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BMW R1200GS (2004-2019): Review & Buying Guide

Bike journo for a quarter of a century



2004 BMW R1200GS Review Details Used Price Spec_01



£3,800 - £10,500





Overall BikeSocial rating


BMW’s GS and GSA (big-tank Adventure) models set the template for the modern adventure bike over 20 years ago with the R1150 GS, a rugged allrounder capable of everything from daily commutes and weekend blasts to epic trans-continental tours across the most inhospitable of lands.

In 2004 the R1200 GS added a dollop of sophistication and modernity to the GS mix, in turn reaffirming what a modern adventure bike could and should be. The GS’s popularity went stratospheric when two actors (one a star, the other less so) set out to conquer the world on a pair of GSAs. Their antics and travels confirmed what amazing motorcycles these boxer-twin BMs are.

The 1200’s model run is long – from 2004 to 2019 – and incorporates numerous updates and a major redesign, as well as myriad different spec levels and models within both GS and GSA guise. The later 1250 and new 1300, while more sophisticated and capable than earlier GSs, are inevitably more expensive, making the 1200 perfect for those on a budget or wishing to dip a toe in the adventure scene without committing too heavily in terms of finance. First generation 1200 GSs and GSAs start from around the £3500 mark, while second bikes can be had from around £6000. Whichever 1200 you choose, you’ll have yourself the perfect introduction to the brilliance of BMW’s most recognised model.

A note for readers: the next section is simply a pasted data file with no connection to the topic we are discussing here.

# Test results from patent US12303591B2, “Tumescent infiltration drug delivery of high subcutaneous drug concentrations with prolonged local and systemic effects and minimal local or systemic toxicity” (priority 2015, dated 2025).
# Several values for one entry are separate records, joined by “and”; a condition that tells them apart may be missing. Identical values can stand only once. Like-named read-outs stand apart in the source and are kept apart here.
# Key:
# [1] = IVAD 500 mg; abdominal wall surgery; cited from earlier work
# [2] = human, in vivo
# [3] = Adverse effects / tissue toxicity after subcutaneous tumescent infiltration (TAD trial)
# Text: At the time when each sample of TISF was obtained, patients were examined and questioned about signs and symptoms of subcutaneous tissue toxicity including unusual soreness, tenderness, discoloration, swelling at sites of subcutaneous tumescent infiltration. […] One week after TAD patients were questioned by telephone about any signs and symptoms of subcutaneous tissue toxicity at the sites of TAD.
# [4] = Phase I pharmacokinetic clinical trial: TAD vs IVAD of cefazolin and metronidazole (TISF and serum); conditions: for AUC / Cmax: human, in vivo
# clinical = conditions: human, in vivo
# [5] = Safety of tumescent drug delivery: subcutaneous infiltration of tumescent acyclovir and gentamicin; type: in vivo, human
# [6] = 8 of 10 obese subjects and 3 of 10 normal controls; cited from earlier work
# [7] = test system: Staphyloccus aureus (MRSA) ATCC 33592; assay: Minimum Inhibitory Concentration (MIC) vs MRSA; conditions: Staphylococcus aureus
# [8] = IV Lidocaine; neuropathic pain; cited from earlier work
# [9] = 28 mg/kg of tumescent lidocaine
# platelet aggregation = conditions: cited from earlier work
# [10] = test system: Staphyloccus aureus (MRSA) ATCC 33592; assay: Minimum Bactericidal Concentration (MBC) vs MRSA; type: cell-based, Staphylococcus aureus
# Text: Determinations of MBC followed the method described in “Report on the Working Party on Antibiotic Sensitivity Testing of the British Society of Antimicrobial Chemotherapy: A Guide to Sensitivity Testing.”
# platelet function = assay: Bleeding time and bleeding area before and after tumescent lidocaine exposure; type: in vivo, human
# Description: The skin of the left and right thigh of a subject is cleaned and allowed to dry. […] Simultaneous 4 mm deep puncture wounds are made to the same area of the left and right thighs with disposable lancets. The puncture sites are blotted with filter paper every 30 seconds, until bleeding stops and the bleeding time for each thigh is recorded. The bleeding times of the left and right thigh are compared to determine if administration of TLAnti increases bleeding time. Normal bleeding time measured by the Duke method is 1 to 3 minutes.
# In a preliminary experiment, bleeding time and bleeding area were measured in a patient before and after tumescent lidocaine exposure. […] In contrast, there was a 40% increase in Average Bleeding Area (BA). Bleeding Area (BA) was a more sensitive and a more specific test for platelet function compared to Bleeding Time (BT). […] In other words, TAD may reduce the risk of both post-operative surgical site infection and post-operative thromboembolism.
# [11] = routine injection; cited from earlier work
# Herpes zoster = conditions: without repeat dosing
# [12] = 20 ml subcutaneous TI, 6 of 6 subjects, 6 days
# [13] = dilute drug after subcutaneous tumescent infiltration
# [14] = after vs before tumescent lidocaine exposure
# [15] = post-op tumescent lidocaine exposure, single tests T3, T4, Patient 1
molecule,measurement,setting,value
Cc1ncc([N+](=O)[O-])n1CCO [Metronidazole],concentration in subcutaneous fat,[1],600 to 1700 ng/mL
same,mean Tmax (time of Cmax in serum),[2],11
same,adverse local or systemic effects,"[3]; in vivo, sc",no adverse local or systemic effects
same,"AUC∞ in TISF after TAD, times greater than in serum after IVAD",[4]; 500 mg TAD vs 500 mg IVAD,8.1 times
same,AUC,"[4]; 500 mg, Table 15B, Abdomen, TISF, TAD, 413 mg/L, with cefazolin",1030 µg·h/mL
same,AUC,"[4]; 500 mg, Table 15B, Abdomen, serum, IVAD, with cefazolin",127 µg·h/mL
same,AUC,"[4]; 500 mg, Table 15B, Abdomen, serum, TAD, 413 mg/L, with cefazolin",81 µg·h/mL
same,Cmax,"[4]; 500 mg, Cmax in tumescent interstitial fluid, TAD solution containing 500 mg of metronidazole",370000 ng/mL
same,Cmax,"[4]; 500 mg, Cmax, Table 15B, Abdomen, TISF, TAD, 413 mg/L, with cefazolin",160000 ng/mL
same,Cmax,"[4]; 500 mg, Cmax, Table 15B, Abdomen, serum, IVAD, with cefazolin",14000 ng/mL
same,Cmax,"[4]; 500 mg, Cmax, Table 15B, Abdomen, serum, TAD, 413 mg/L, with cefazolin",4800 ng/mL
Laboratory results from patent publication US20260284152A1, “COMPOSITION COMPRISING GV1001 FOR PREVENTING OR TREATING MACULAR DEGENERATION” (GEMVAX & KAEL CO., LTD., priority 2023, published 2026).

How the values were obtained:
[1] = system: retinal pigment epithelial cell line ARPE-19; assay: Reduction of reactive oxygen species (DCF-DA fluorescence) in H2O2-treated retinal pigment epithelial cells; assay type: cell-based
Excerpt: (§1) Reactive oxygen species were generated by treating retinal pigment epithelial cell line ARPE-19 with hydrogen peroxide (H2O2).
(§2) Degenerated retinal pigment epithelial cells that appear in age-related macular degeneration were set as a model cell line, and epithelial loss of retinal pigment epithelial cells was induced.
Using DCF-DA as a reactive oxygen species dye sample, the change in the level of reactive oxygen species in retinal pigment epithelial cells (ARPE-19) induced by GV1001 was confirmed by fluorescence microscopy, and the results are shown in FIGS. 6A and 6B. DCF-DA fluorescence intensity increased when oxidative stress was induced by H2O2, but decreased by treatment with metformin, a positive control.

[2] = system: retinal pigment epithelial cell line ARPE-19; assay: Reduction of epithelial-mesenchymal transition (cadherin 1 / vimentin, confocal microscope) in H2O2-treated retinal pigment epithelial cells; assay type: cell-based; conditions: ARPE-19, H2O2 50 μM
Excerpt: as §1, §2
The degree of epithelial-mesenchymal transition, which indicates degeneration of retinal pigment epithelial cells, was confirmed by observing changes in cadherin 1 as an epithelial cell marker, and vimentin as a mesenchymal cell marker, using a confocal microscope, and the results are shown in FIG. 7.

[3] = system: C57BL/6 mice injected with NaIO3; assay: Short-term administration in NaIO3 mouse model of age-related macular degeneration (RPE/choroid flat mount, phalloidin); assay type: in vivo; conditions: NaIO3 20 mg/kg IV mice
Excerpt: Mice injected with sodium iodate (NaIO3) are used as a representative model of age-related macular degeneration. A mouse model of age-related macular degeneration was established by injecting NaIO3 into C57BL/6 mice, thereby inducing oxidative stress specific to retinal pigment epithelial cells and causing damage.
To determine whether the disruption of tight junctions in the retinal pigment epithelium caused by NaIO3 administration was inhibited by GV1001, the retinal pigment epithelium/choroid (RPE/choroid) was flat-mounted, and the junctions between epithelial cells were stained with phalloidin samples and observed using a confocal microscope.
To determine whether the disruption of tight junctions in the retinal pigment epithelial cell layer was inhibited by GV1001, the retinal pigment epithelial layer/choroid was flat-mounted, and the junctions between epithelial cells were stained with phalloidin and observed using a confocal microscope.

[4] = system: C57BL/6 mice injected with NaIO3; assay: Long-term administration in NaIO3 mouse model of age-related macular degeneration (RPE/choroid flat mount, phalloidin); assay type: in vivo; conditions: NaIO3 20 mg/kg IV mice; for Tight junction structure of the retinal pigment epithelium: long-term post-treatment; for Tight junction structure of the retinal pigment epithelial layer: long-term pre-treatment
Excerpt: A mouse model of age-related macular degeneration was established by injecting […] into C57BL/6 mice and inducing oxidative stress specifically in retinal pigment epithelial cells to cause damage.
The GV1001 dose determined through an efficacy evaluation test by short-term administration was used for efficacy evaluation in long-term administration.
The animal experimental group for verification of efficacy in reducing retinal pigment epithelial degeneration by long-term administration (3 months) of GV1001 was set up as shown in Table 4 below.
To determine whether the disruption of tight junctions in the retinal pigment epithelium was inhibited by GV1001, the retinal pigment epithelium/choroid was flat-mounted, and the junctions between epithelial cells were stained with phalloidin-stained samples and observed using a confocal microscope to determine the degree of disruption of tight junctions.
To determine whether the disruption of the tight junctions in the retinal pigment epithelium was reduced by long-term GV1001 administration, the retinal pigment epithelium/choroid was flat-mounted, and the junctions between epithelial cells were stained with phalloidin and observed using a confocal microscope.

• Brilliant at pretty much everything – still the adventure bike blueprint

  • Well built, robust and reliable (as long as regularly serviced)

  • An affordable entry into the big adventure bike category

  • Not without issues – shaft drive problems in particular can be an expensive fix

  • Big and heavy, especially for smaller riders

  • So popular that you’ll never stand out from the crowd


BMW R1200GS (2004-2019) Prices

2004 R1200GS
Replacement for the previous R1150 GS. Capacity increased from 1130cc to 1170cc, power up from 85bhp to 98bhp and, more importantly, weight was slashed by 30kg. Colours: red, yellow, blue.

2005 R1200GS
No significant changes. Colours: red, yellow, grey, black.

2006 R1200GS/GSA
1200 GSA launched, to replace the old 1150 GSA. Colours: red, yellow, grey, black (GS); black, silver, red (GSA).